Yes, you put that so well, Bonnie. Thank you.
Wow, this is really interesting. I never thought of those words indicating sexual abuse. Although it does happen in family systems where there’s other kinds of abuse/bullying.
In the NT, when it says, “Blessed are you when you face various trials and persecutions…” (James 1, I think), I always thought that verses like that were referring to Christians who were actually suffering for an account of their faith. I never thought to apply that to my own personal trials such as mental health struggles and depression, or grief/personal problems, because, after all, that’s probably my own fault and my own lack of faith, right? Looking back, I wish I had trusted God more during those times.
The teaching of David Takle made a lot of sense to me there regarding that “when”–that it means more like “even when.” You are blessed *in spite of* the various trials and persecutions, because you are a beloved child of God.
No matter what the reason for our various troubles (and sometimes we can do something about them and sometimes we can’t), if we have a relationship with the Father through the Son, we are greatly blessed.
Excellent insight! Far to often, I’ve heard persecution described as simply because you believe in Jesus. Not many people want to expound upon the many ways this persecution presents itself.
I had thought that too–because on a fairly superficial reading of the New Testament, that seems to be the consistent meaning. It’s with a little deeper digging that we uncover something more.
This is a wonderful study Rebecca! It is refreshing and comforting to see it written that sometimes persecution is done simply because of one’s innocence and trust. You also clearly point out the great divide between those who are God’s children, and those who are not! Always love your posts.
Thank you so much, Deb. This study was encouraging to me as well.
Thanks for your ideas. I offer this for your consideration. One of the ways Jews said there were “in,” that is, they had a part in the age to come was to say “Abraham is our father.” Paul is saying, in effect, “That is not enough, who is your mother, is it Hagar or Sarah?” Since the already known answer would be Sarah (and Isaac), he upends the argument by claiming that spiritually it is Hagar (and Ismael) if they act as Judaizers. Jesus also had something to say about those that claim, “Abraham is our father.” and I think Paul is saying similar things here. Thoughts?
Oh goodness, this is part of all the OTHER things I could have talked about in Galatians, when I was trying to keep myself focused on the persecution. Good thoughts!
Thinking out loud here…
The connection between sex outside of marriage and idolatry is strong in scripture. I don’t know the full extent of why that is, but one reason I suspect is the unifying effect of sex disconnects you two from others at the same time. Following God and being bonded in love with Him through the Holy Spirit is likewise unifying between you and God, and simultaneously disconnecting from all other things. Idolatry, conversely, connects you to an idol and disconnects you from God.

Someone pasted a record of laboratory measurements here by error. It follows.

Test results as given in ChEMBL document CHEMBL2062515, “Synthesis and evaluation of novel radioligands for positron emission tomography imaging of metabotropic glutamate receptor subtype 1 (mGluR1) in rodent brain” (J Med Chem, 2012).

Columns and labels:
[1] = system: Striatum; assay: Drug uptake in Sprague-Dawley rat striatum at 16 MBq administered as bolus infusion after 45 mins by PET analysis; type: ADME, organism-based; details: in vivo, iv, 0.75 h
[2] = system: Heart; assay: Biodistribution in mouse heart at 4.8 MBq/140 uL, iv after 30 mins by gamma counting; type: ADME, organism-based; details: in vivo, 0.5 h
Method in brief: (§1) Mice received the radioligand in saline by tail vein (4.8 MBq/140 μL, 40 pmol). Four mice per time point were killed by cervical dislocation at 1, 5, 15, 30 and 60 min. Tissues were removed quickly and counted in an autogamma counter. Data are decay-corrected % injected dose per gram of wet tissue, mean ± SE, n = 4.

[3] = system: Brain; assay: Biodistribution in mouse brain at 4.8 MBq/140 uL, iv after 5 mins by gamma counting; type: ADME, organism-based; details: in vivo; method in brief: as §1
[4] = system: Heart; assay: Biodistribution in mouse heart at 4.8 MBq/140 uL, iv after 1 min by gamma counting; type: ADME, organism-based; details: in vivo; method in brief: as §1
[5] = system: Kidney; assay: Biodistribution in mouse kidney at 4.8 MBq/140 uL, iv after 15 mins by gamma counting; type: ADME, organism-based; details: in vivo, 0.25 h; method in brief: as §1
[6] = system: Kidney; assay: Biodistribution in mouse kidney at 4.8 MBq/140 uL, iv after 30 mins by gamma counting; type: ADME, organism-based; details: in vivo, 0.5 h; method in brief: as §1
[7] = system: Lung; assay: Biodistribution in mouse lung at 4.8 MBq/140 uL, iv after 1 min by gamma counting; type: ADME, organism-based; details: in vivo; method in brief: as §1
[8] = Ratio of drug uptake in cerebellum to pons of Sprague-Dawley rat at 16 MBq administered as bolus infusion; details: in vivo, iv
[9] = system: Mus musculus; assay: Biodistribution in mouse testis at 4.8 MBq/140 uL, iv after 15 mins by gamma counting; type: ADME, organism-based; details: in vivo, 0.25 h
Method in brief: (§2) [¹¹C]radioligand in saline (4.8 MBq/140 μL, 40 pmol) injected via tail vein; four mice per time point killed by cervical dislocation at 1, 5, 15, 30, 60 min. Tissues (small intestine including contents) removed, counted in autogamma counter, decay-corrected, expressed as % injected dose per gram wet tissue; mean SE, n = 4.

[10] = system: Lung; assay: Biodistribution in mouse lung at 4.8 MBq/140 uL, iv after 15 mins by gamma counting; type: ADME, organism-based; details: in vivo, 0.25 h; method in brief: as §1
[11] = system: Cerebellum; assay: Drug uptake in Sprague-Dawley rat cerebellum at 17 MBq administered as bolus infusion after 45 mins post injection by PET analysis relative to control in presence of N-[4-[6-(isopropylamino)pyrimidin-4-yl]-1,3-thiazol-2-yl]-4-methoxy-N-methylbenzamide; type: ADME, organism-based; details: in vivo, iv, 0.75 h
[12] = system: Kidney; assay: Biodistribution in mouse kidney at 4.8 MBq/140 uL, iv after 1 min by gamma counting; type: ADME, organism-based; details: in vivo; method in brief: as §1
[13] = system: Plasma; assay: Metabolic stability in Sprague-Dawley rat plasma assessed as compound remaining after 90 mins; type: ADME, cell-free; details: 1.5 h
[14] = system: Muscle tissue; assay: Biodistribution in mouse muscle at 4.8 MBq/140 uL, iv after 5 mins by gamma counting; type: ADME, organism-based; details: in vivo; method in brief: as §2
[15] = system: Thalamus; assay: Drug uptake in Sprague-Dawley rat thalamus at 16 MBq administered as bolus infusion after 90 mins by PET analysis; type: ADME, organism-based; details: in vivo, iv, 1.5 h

There’s also the loss of purity aspect. Those kept from idolatry in scripture are called virgins, which usually refers to sexual purity. If what happened with Isaac and Ishmael was of a sexual abuse nature, which certainly makes the most sense with Sarah’s reaction, then it’s interesting that Paul makes a parallel between the ”persecution” they were facing from the Judaizers with an attempt to steal their “virginity.” Those trying to lead them astray were leading them to a false gospel (Gal 1:6), away from the true Gospel and true God, and that act is what Paul likens to (at the very least, attempted) sexual abuse.
Fascinating thoughts, thank you!
The fact that Ishmael had done something sexual & evil to Issac was something known to me for a long time.
This blog post takes the scripture to the depths that it needs to be taken! It makes more sense out of what Paul wrote as well as clarifying evil that has been done to many trusting & innocent persons.
Your readers and the comments they have made show they are deep thinkers, too.
Another thing that is sticking in my mind is the GREAT mercy of God after Hagar & Ishmael were cast out. But that is another deep study topic.
Thank you, Rebecca. And all who have posted comments so far.
Thank you so much, Dolla. I knew it was important, but hadn’t thought it through the way I did this week.
My first reaction is to want to reject this idea. Then I thought of what culture was surrounding Abraham – and thus Ishmael as he was growing up. The Bible seems to indicate that the destruction of Sodom & Gomorrah was around the time Ishmael was 13 or 14. It’s not too hard to imagine this culture could have impacted Ishmael’s thinking, making this scenario/interpretation plausible, whether it was verbal or physical.
Yes, and whatever it was, it was bad. And good thought about the timeline and Sodom connection. I hadn’t considered that at all.
Blessed despite persecutors, not because of… what a clear word!